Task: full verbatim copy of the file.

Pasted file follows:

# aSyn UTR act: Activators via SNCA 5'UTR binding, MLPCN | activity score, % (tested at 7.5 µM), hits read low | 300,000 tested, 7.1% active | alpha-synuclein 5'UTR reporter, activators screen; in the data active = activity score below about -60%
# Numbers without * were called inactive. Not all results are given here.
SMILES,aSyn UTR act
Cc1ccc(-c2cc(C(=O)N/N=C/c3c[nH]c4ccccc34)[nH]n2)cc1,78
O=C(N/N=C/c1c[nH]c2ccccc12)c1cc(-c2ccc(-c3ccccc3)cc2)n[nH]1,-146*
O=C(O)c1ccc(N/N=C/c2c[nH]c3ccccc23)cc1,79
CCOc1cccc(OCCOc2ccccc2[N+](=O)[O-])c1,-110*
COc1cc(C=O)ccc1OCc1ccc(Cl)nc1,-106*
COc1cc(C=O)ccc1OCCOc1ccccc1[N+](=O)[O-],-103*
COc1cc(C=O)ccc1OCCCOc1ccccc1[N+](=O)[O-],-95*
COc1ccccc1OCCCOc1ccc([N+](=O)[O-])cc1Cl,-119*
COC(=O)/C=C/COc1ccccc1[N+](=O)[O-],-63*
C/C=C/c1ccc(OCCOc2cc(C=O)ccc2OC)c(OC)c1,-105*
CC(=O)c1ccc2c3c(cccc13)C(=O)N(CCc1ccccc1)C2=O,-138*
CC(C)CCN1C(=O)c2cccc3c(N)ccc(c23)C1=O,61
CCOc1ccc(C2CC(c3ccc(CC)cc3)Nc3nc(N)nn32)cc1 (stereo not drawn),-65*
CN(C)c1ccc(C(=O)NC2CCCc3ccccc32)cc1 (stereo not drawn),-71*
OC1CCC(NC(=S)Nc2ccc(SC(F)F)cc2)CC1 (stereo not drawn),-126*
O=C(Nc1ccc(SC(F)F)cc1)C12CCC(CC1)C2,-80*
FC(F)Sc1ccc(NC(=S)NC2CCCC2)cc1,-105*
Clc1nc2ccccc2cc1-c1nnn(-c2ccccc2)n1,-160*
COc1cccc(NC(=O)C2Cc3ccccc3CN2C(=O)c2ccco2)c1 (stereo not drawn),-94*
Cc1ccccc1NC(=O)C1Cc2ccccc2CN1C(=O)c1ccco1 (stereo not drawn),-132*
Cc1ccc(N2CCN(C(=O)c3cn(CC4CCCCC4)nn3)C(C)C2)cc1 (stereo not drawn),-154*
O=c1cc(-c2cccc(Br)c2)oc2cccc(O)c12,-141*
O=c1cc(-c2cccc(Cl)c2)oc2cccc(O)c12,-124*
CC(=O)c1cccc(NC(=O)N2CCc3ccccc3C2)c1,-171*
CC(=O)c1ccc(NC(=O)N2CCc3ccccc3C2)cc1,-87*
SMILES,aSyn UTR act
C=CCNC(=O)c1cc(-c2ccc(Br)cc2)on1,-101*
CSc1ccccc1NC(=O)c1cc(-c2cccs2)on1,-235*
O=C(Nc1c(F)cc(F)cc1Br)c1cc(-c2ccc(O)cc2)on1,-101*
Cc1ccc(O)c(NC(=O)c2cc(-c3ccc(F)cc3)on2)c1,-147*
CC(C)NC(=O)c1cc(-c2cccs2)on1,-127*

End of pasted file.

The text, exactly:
# aSyn UTR act: Activators via SNCA 5'UTR binding, MLPCN | activity score, % (tested at 7.5 µM), hits read low | 300,000 tested, 7.1% active | alpha-synuclein 5'UTR reporter, activators screen; in the data active = activity score below about -60%
# Numbers without * were called inactive. Not all results are given here.
SMILES,aSyn UTR act
Cc1ccc(-c2cc(C(=O)N/N=C/c3c[nH]c4ccccc34)[nH]n2)cc1,78
O=C(N/N=C/c1c[nH]c2ccccc12)c1cc(-c2ccc(-c3ccccc3)cc2)n[nH]1,-146*
O=C(O)c1ccc(N/N=C/c2c[nH]c3ccccc23)cc1,79
CCOc1cccc(OCCOc2ccccc2[N+](=O)[O-])c1,-110*
COc1cc(C=O)ccc1OCc1ccc(Cl)nc1,-106*
COc1cc(C=O)ccc1OCCOc1ccccc1[N+](=O)[O-],-103*
COc1cc(C=O)ccc1OCCCOc1ccccc1[N+](=O)[O-],-95*
COc1ccccc1OCCCOc1ccc([N+](=O)[O-])cc1Cl,-119*
COC(=O)/C=C/COc1ccccc1[N+](=O)[O-],-63*
C/C=C/c1ccc(OCCOc2cc(C=O)ccc2OC)c(OC)c1,-105*
CC(=O)c1ccc2c3c(cccc13)C(=O)N(CCc1ccccc1)C2=O,-138*
CC(C)CCN1C(=O)c2cccc3c(N)ccc(c23)C1=O,61
CCOc1ccc(C2CC(c3ccc(CC)cc3)Nc3nc(N)nn32)cc1 (stereo not drawn),-65*
CN(C)c1ccc(C(=O)NC2CCCc3ccccc32)cc1 (stereo not drawn),-71*
OC1CCC(NC(=S)Nc2ccc(SC(F)F)cc2)CC1 (stereo not drawn),-126*
O=C(Nc1ccc(SC(F)F)cc1)C12CCC(CC1)C2,-80*
FC(F)Sc1ccc(NC(=S)NC2CCCC2)cc1,-105*
Clc1nc2ccccc2cc1-c1nnn(-c2ccccc2)n1,-160*
COc1cccc(NC(=O)C2Cc3ccccc3CN2C(=O)c2ccco2)c1 (stereo not drawn),-94*
Cc1ccccc1NC(=O)C1Cc2ccccc2CN1C(=O)c1ccco1 (stereo not drawn),-132*
Cc1ccc(N2CCN(C(=O)c3cn(CC4CCCCC4)nn3)C(C)C2)cc1 (stereo not drawn),-154*
O=c1cc(-c2cccc(Br)c2)oc2cccc(O)c12,-141*
O=c1cc(-c2cccc(Cl)c2)oc2cccc(O)c12,-124*
CC(=O)c1cccc(NC(=O)N2CCc3ccccc3C2)c1,-171*
CC(=O)c1ccc(NC(=O)N2CCc3ccccc3C2)cc1,-87*
SMILES,aSyn UTR act
C=CCNC(=O)c1cc(-c2ccc(Br)cc2)on1,-101*
CSc1ccccc1NC(=O)c1cc(-c2cccs2)on1,-235*
O=C(Nc1c(F)cc(F)cc1Br)c1cc(-c2ccc(O)cc2)on1,-101*
Cc1ccc(O)c(NC(=O)c2cc(-c3ccc(F)cc3)on2)c1,-147*
CC(C)NC(=O)c1cc(-c2cccs2)on1,-127*